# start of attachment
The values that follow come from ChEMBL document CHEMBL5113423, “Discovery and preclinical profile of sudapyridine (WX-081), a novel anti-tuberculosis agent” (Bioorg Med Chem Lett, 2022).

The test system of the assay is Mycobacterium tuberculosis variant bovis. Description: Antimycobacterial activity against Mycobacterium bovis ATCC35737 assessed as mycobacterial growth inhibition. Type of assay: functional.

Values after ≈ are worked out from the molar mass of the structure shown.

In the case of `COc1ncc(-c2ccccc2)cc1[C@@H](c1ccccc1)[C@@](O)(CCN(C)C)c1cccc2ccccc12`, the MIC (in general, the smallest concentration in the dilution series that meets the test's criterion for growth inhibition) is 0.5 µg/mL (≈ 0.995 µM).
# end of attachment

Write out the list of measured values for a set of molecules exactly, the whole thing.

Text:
The values that follow come from ChEMBL document CHEMBL5113423, “Discovery and preclinical profile of sudapyridine (WX-081), a novel anti-tuberculosis agent” (Bioorg Med Chem Lett, 2022).

The test system of the assay is Mycobacterium tuberculosis variant bovis. Description: Antimycobacterial activity against Mycobacterium bovis ATCC35737 assessed as mycobacterial growth inhibition. Type of assay: functional.

Values after ≈ are worked out from the molar mass of the structure shown.

In the case of `COc1ncc(-c2ccccc2)cc1[C@@H](c1ccccc1)[C@@](O)(CCN(C)C)c1cccc2ccccc12`, the MIC (in general, the smallest concentration in the dilution series that meets the test's criterion for growth inhibition) is 0.5 µg/mL (≈ 0.995 µM).